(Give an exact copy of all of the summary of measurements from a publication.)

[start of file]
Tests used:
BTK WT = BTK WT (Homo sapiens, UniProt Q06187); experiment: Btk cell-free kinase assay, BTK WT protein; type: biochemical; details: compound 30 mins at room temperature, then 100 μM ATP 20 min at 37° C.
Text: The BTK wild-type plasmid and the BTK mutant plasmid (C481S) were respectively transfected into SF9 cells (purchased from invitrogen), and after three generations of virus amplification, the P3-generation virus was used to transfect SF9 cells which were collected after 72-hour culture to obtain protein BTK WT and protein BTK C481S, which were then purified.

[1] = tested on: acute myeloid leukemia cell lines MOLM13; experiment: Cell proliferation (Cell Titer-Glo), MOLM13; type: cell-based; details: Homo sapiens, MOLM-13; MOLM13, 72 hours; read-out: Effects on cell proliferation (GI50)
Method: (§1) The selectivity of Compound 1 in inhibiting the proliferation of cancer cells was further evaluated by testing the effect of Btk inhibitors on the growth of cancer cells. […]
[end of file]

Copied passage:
Tests used:
BTK WT = BTK WT (Homo sapiens, UniProt Q06187); experiment: Btk cell-free kinase assay, BTK WT protein; type: biochemical; details: compound 30 mins at room temperature, then 100 μM ATP 20 min at 37° C.
Text: The BTK wild-type plasmid and the BTK mutant plasmid (C481S) were respectively transfected into SF9 cells (purchased from invitrogen), and after three generations of virus amplification, the P3-generation virus was used to transfect SF9 cells which were collected after 72-hour culture to obtain protein BTK WT and protein BTK C481S, which were then purified.

[1] = tested on: acute myeloid leukemia cell lines MOLM13; experiment: Cell proliferation (Cell Titer-Glo), MOLM13; type: cell-based; details: Homo sapiens, MOLM-13; MOLM13, 72 hours; read-out: Effects on cell proliferation (GI50)
Method: (§1) The selectivity of Compound 1 in inhibiting the proliferation of cancer cells was further evaluated by testing the effect of Btk inhibitors on the growth of cancer cells. […]